Listen to Sarah Milov discuss on Marketplace how grassroots nonsmokers’ rights groups forced consideration of anti-smoking regulation in the workplace during an era when American companies sought to increase their international competitiveness—and the federal government was primarily concerned with regulating on behalf of Big Tobacco:
“Vaping gets all the attention now, but Milov’s thorough study reminds us that smoking has always intersected with the government, for better or worse.”—The New York Times Book Review
“An impressive work of scholarship evincing years of spadework… A well-told story.”—The Wall Street Journal
“A nuanced and ultimately devastating indictment of government complicity with the worst excesses of American capitalism.”—The New Republic
“If you want to know what the smoke-filled rooms of midcentury America were really like, this is the book to read.”—The Los Angeles Review of Books
Tobacco is the quintessential American product. From Jamestown to the Marlboro Man, the plant occupied the heart of the nation’s economy and expressed its enduring myths. But today smoking rates have declined and smokers are exiled from many public spaces. The story of tobacco’s fortunes may seem straightforward: science triumphed over our addictive habits and the cynical machinations of tobacco executives. Yet the reality is more complicated. Both the cigarette’s popularity and its eventual decline reflect a parallel course of shifting political priorities. The tobacco industry flourished with the help of the state, but it was the concerted efforts of citizen nonsmokers who organized to fight for their right to clean air that led to its undoing.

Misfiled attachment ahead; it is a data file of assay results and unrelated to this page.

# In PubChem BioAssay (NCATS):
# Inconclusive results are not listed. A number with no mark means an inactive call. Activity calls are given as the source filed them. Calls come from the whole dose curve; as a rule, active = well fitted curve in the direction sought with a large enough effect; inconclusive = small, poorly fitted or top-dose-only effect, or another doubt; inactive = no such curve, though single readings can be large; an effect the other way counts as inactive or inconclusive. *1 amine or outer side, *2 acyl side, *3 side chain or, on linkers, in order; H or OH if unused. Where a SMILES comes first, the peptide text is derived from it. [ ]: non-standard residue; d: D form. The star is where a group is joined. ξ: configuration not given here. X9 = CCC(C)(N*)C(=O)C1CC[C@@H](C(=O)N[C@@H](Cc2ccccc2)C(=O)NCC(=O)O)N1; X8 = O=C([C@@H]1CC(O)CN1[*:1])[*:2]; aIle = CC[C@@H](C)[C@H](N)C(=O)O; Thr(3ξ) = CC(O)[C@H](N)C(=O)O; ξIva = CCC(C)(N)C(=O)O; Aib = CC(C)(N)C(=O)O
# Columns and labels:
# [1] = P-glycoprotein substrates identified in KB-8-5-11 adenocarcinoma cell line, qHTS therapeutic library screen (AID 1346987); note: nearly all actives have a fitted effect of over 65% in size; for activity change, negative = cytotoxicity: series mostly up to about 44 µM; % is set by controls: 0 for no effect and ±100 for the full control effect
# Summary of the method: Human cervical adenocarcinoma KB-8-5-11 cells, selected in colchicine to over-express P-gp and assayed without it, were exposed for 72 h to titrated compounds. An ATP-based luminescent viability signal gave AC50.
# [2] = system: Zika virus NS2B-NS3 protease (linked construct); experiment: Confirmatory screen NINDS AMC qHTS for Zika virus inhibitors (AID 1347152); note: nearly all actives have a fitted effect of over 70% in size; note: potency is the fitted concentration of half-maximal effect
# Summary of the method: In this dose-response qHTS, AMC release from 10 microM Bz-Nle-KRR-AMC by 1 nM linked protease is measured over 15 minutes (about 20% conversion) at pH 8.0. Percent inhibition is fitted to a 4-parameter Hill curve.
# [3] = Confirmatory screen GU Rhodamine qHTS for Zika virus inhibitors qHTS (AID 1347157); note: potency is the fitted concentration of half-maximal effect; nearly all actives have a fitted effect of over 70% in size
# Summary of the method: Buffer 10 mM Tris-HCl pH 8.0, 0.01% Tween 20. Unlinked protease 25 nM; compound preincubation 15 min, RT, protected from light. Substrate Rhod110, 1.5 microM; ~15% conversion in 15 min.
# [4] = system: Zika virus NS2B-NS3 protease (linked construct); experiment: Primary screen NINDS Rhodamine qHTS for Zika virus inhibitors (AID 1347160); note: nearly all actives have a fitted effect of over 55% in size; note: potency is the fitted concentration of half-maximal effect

After the Great Depression, public officials and organized tobacco farmers worked together to ensure that the government’s regulatory muscle was more often deployed to promote tobacco than to protect the public from its harms. Even as evidence of the cigarette’s connection to cancer grew, medical experts could not convince officials to change their stance. What turned the tide, Sarah Milov argues, was a new kind of politics: a movement for nonsmokers’ rights. Activists and public-interest lawyers took to the courts, the streets, city councils, and boardrooms to argue for smoke-free workplaces and allied with scientists to lobby elected officials.
The Cigarette restores politics to its rightful place in the tale of tobacco’s rise and fall, illustrating America’s continuing battles over corporate influence, individual responsibility, collective choice, and the scope of governmental power.